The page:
M&A

Huntington Bank to Buy FirstMerit

The per-share price is below where FirstMerit's shares were trading as late as November 2015.
Katie Kuehner-HebertJanuary 26, 2016

Huntington Bancshares on Tuesday said it has agreed to buy FirstMerit for about $3.4 billion — another match-up of small to mid-size banking companies in an era of historically tight margins and higher regulatory hurdles.

The stock-and-cash deal would create a regional player with nearly $100 billion in assets, operating across an eight-state Midwestern footprint, the companies said in a joint press release. The combination would create the largest bank in Ohio, based on deposit market share. Huntington would also expand its operations into the “attractive” new markets of Chicago and Wisconsin.

“Our combined track records of service excellence and efficient financial management will add value for our collective shareholders, customers, communities, and colleagues,” Huntington’s chairman, president, and chief executive Steve Steinour said.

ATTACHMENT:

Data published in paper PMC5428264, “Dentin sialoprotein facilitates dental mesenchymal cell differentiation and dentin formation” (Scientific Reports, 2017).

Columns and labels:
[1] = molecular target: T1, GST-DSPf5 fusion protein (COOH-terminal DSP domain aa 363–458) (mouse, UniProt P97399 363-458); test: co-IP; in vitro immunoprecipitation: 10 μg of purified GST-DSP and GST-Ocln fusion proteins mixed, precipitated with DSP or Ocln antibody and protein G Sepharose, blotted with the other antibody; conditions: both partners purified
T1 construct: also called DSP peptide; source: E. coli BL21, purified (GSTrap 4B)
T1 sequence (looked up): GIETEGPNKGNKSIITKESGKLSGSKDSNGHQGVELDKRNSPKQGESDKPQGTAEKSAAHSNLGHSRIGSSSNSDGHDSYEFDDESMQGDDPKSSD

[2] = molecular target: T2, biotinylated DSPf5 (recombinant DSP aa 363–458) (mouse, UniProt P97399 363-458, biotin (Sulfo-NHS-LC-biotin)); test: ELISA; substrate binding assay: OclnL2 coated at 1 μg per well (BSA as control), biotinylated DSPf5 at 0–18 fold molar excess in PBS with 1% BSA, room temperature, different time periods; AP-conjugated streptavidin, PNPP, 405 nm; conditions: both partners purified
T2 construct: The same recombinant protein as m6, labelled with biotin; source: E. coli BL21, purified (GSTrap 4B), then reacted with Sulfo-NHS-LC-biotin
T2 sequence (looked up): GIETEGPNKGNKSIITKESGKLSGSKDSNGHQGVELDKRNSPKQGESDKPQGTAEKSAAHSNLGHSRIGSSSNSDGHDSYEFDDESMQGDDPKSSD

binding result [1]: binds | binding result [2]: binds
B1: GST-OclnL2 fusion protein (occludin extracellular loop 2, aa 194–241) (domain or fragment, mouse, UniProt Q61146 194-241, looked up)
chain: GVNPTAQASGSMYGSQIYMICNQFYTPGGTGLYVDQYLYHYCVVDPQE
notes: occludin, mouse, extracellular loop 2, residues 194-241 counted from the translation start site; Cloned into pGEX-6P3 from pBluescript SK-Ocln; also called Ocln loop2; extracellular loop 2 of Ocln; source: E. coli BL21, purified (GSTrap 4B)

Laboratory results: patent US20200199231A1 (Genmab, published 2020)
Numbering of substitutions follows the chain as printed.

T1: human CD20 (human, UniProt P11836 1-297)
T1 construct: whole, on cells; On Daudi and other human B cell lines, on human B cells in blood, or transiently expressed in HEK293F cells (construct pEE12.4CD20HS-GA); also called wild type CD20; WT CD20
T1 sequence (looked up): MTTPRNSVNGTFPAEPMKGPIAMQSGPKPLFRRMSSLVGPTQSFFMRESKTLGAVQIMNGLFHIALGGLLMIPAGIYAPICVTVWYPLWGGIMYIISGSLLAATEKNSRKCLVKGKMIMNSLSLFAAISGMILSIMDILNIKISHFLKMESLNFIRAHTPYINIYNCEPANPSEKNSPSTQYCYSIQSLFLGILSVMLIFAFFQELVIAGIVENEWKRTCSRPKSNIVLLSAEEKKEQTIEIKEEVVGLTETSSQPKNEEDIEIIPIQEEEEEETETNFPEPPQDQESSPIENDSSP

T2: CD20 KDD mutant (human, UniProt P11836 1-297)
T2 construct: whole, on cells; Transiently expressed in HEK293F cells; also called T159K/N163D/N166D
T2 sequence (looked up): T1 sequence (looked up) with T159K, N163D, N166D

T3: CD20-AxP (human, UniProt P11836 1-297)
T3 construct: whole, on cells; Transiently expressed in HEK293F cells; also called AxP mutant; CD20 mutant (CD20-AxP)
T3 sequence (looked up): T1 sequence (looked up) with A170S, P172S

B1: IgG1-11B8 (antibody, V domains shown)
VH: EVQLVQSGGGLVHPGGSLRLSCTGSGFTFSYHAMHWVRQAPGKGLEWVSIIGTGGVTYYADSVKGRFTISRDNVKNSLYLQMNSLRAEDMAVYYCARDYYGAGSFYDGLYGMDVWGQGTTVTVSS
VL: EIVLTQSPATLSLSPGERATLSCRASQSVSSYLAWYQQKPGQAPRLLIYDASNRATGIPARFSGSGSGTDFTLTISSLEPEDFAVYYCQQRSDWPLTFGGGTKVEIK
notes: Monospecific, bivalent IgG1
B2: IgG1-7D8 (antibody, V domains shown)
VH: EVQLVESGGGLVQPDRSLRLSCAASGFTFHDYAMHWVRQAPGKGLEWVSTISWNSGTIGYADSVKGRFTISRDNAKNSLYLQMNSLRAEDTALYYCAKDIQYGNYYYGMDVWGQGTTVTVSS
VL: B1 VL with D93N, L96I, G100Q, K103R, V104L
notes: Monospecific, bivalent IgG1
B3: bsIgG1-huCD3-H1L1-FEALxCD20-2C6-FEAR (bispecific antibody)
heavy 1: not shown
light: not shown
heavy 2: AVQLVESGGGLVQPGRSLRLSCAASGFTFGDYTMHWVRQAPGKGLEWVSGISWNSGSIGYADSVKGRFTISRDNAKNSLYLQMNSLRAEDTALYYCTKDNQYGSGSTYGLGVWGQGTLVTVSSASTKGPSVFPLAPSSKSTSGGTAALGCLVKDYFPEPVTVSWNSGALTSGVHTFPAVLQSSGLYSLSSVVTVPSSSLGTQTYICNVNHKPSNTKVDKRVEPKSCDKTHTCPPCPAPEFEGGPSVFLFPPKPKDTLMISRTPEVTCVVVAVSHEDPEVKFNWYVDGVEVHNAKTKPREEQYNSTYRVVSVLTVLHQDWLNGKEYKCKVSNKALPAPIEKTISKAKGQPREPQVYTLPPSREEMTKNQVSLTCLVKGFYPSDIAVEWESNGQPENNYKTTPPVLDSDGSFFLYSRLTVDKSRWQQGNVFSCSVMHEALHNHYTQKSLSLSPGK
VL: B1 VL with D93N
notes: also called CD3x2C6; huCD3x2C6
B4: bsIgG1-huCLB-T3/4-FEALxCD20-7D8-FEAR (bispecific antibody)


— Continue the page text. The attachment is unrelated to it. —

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The deal is the latest in a string of mergers among regional and community banks, “spurred by years of near-zero interest rates and higher costs related to stricter regulations imposed since the financial crisis,” according to Reuters.

Under the terms of the deal, FirstMerit shareholders would receive 1.72 shares of Huntington common stock, and $5 in cash, for each share of FirstMerit common stock. The per-share consideration is valued at $20.14, based on the closing price of Huntington common stock on Jan. 25.

The transaction is expected to be completed in the third quarter of 2016. In conjunction with the closing of the transaction, four independent members of the FirstMerit board of directors would join the Huntington Board, which would be expanded accordingly.

If the transaction proceeds as scheduled, the deal would add to Huntington’s earnings per share in 2017, excluding one-time merger-related expenses, and be about 10% accretive to earnings per share in 2018.

FirstMerit’s stock jumped to $18.17 on news of the deal Tuesday, up 18%, and Huntington’s shares fell 8.6% to $8.04.

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